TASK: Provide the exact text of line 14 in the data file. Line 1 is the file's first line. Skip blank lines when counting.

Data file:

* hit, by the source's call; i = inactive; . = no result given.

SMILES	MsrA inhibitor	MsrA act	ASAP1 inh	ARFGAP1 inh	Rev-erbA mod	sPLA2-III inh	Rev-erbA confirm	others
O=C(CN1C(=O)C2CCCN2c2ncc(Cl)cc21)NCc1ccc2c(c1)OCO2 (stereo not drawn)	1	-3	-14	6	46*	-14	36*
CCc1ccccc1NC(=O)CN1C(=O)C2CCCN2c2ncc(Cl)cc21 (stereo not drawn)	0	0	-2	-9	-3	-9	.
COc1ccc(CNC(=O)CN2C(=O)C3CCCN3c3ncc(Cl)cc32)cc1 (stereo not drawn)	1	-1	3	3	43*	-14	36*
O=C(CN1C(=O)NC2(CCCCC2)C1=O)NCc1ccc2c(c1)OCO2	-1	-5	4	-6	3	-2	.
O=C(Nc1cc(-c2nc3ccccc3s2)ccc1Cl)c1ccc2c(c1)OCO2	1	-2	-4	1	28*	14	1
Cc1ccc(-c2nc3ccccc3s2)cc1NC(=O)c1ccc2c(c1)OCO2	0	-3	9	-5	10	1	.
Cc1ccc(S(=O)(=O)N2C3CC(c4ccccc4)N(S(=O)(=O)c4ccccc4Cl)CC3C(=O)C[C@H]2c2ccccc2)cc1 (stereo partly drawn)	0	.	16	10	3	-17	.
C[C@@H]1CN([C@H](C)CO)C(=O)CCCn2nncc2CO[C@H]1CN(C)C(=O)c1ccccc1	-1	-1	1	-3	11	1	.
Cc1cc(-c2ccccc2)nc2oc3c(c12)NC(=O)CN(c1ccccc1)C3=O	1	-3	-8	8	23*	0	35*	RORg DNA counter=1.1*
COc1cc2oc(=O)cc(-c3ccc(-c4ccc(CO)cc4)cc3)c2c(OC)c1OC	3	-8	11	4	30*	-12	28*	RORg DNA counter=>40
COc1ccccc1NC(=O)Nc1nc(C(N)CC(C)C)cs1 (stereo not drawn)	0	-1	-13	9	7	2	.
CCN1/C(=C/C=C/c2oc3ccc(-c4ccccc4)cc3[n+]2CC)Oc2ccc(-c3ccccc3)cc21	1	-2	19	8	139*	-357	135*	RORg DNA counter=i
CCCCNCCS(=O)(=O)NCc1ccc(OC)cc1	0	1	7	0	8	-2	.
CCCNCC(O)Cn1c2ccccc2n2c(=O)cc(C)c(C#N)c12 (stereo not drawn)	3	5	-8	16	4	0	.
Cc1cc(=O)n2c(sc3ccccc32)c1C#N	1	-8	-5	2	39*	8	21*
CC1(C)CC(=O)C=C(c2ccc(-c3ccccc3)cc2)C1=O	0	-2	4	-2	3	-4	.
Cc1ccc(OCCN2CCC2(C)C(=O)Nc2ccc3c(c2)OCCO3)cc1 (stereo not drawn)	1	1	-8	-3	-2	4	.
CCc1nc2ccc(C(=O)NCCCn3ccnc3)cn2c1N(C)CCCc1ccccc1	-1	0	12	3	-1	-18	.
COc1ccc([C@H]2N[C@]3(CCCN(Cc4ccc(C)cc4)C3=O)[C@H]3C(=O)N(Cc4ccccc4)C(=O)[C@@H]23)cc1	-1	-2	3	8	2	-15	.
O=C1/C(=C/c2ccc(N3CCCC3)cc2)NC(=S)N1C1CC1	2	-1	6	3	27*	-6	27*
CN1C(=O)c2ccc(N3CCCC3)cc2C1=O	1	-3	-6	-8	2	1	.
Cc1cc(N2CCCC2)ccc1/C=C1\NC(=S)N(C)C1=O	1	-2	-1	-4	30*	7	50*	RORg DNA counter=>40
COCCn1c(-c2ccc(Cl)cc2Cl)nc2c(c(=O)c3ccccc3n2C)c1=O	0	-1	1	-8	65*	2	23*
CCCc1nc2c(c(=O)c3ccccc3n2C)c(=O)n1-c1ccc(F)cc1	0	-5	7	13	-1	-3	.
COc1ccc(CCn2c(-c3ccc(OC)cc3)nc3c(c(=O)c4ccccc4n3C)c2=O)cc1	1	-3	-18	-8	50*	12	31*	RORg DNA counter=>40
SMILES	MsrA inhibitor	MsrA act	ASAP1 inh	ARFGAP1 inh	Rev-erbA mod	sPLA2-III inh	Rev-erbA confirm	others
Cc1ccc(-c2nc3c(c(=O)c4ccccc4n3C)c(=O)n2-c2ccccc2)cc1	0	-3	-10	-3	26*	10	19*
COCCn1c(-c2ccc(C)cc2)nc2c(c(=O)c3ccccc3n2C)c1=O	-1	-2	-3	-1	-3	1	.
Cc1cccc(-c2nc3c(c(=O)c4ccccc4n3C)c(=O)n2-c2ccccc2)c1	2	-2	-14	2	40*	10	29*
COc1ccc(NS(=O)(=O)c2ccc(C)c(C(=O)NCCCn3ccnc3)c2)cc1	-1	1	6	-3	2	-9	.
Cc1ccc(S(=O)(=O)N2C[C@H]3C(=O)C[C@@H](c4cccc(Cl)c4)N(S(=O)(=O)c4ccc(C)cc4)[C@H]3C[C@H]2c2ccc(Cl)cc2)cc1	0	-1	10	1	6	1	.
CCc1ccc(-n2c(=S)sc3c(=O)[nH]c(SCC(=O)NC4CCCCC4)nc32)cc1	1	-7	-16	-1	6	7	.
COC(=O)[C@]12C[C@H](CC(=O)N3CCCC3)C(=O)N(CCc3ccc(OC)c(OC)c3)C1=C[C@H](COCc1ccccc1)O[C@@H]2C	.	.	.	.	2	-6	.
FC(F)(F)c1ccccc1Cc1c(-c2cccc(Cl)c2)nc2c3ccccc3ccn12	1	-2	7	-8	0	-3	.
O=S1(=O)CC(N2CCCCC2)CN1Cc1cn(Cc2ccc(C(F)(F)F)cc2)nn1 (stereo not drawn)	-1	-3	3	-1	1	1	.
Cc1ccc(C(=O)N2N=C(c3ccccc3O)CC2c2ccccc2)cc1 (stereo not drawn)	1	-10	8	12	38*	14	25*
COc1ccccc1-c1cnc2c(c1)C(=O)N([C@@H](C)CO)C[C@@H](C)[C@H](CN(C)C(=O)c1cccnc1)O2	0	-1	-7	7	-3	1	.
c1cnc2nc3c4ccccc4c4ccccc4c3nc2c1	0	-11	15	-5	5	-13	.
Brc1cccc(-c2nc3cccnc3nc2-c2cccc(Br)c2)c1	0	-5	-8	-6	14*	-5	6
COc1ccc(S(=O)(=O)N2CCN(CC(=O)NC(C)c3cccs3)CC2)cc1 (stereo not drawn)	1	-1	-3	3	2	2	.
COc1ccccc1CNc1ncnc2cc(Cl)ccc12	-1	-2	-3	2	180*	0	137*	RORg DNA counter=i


CCN1/C(=C/C=C/c2oc3ccc(-c4ccccc4)cc3[n+]2CC)Oc2ccc(-c3ccccc3)cc21	1	-2	19	8	139*	-357	135*	RORg DNA counter=i